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Re: gcc-2.6.3

(I have changed the order a bit, to start with the main point)

>>>>> "Waldi" == Waldi Ravens <waldi@moacs.indiv.nl.net> writes:

Waldi> Christian Lynbech wrote:
>> /usr/gnu is just one suggestion, others are possible, the main idea is
>> that it should be different from standard directories such as /usr/lib
>> or /usr/local/lib.

Waldi> I'm really puzzled why you don't want to use standard locations. What
Waldi> about configure scripts (for example elm) that search for the libraries
Waldi> in standard locations to find out which functions are supported by your
Waldi> system? Sure, you can add your non-standard paths, but I'd rather prefer
Waldi> a sytem where I can type `configure; make', sit back and enjoy. :-)

I have nothing against standard-locations. It is only that GNU tools
has a common (for recent versions at least), coherent and rather rich
directory layout. It just isn't very standard, in terms of things like

One of the really nice things about GNU tools, however, is that you
can root this layout anywhere you want, by means of the --prefix option
to configure.

What I really has been trying to say is: use the GNU diretcory layout
for GNU tools. It will mean something to some tools, where configure
actually checks for the presence of other tools, and it will make it
easier to pull raw GNU sources from ftp and install them on your
system, without having to dig through tons of makefiles and readme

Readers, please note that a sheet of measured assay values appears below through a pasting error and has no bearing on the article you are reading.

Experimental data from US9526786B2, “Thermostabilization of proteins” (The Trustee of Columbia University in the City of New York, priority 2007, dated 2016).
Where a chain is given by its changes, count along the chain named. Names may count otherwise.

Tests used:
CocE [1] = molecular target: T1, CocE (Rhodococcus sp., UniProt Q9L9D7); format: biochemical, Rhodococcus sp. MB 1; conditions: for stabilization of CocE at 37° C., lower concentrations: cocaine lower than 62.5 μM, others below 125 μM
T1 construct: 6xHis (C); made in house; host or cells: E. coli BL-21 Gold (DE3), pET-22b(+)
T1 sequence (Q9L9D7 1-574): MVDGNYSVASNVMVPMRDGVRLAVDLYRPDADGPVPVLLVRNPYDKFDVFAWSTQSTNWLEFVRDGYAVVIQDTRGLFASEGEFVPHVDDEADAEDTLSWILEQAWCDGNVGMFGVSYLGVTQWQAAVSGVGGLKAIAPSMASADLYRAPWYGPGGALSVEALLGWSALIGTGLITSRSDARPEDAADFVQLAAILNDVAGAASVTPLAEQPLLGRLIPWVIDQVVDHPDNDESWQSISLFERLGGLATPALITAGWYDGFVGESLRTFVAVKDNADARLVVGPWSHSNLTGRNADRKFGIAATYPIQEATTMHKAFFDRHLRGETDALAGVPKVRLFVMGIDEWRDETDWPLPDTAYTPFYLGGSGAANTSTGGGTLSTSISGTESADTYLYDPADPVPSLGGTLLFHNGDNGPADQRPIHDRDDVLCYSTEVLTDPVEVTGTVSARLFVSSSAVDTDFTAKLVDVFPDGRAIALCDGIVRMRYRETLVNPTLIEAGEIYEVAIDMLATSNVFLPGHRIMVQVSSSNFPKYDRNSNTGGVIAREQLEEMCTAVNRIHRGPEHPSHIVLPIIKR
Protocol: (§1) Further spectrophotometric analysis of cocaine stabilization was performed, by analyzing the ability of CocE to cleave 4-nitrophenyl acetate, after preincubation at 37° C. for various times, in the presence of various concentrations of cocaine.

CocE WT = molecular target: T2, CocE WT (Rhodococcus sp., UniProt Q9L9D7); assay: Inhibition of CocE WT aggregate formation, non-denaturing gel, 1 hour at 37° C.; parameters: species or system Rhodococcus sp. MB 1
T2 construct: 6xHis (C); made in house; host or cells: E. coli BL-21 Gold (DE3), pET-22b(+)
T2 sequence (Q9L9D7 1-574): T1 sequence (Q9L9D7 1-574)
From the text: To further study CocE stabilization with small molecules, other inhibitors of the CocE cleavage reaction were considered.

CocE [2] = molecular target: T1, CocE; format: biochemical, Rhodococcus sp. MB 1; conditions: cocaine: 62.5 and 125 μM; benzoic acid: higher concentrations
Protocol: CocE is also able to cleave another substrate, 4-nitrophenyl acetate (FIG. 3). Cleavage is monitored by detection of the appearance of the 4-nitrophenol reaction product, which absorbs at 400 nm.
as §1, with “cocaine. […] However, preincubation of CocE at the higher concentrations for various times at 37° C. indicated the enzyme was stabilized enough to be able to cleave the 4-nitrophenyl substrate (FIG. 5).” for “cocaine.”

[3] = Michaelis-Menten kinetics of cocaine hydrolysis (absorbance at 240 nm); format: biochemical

files in order to find how the previous version was set up. And you
will avoid having tools jumping around in the system, depending on who
compiled the version you are installing now. 

All of this can remedied by defining a standard saying:

	Thou shalt configure GNU tools with a prefix of XXX

What XXX should is of course not obvious. I prefer /usr/gnu to
separate the two hierarchies (atari/mint/lattice/sozobon/whatever
vs. gnu) on grounds that GNU is working itself towards a single,
complete system. But one could argue for /usr (GNU is the defacto
standard for us) or /usr/local (non-vendor supplied systems go in

(back to some more detailed comments)

>> I would like to promote letting GCC's configure script decide on the
>> internal organization of the GCC directory, i.e. to select a single
>> prefix, and let configure do its thing from that.

Waldi> It already does (--prefix=XXX). If you use gcc as the sytem C-compiler
Waldi> the most appropriate prefix is /usr, otherwise /usr/local.

I know. But I am guessing from the original posting (Frank Bartels
response to Michael Plonus) that Michael is not just using the
prefix. At least, what Frank proposed would not be a standard GCC
installation, even though it might be perfectly sensible BSD style.

>> Note that we are not
>> just talking about binaries, but also libraries and (possibly) include
>> files, perhaps the nbinary utilities and support for GNU's own
>> version/architecture separation scheme.

Waldi> The headers and libraries are not part of the gcc package. At least
Waldi> the gcc I'm using does not include a standard library, it uses the
Waldi> system's standard library (AKA mintlib). The headers are off course
Waldi> shared between gcc and any other C-compilers; in my case gcc acts as
Waldi> the system's C-compiler (/usr/bin/cc), while the others are located
Waldi> on the /usr/local filesystem, but all three are using the same sets
Waldi> of headers in /usr/include and /usr/local/include.

Well, I was thinking of the GCC specific ones. GCC install several
things under $(prefix)/*/gcc-lib/*. Apart from the compiler binaries,
this includes libgcc.a and fixed includefiles, and it was only these I
was referring to (not that that was obvious).

Christian Lynbech               | Hit the philistines three times over the 
office: R0.33 (phone: 3217)	| head with the Elisp reference manual.
email: lynbech@daimi.aau.dk	|        - petonic@hal.com (Michael A. Petonic)